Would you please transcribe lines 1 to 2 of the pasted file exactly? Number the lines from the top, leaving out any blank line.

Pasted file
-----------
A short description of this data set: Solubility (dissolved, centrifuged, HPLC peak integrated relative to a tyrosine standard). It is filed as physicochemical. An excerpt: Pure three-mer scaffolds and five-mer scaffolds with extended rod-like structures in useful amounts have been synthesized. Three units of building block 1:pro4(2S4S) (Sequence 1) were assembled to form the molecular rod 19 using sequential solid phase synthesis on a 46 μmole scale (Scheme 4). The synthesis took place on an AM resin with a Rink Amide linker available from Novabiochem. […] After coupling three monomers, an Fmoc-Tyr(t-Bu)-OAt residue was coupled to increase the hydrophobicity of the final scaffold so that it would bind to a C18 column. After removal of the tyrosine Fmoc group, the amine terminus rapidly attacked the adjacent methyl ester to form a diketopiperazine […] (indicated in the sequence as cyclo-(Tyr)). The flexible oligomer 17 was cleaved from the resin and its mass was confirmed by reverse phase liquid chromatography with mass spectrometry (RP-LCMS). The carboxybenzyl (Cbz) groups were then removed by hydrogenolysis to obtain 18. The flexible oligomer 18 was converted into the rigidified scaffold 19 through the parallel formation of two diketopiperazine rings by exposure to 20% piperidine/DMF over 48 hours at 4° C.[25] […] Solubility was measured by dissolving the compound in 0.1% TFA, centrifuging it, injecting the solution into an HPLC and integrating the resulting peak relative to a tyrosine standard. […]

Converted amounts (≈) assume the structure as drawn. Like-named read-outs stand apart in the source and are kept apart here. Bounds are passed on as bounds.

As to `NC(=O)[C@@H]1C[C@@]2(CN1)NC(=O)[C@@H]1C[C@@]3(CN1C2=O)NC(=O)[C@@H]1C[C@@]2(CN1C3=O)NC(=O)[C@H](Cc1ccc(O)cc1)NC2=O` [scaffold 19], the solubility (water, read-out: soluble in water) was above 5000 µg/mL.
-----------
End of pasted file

A short description of this data set: Solubility (dissolved, centrifuged, HPLC peak integrated relative to a tyrosine standard). It is filed as physicochemical. An excerpt: Pure three-mer scaffolds and five-mer scaffolds with extended rod-like structures in useful amounts have been synthesized. Three units of building block 1:pro4(2S4S) (Sequence 1) were assembled to form the molecular rod 19 using sequential solid phase synthesis on a 46 μmole scale (Scheme 4). The synthesis took place on an AM resin with a Rink Amide linker available from Novabiochem. […] After coupling three monomers, an Fmoc-Tyr(t-Bu)-OAt residue was coupled to increase the hydrophobicity of the final scaffold so that it would bind to a C18 column. After removal of the tyrosine Fmoc group, the amine terminus rapidly attacked the adjacent methyl ester to form a diketopiperazine […] (indicated in the sequence as cyclo-(Tyr)). The flexible oligomer 17 was cleaved from the resin and its mass was confirmed by reverse phase liquid chromatography with mass spectrometry (RP-LCMS). The carboxybenzyl (Cbz) groups were then removed by hydrogenolysis to obtain 18. The flexible oligomer 18 was converted into the rigidified scaffold 19 through the parallel formation of two diketopiperazine rings by exposure to 20% piperidine/DMF over 48 hours at 4° C.[25] […] Solubility was measured by dissolving the compound in 0.1% TFA, centrifuging it, injecting the solution into an HPLC and integrating the resulting peak relative to a tyrosine standard. […]

Converted amounts (≈) assume the structure as drawn. Like-named read-outs stand apart in the source and are kept apart here. Bounds are passed on as bounds.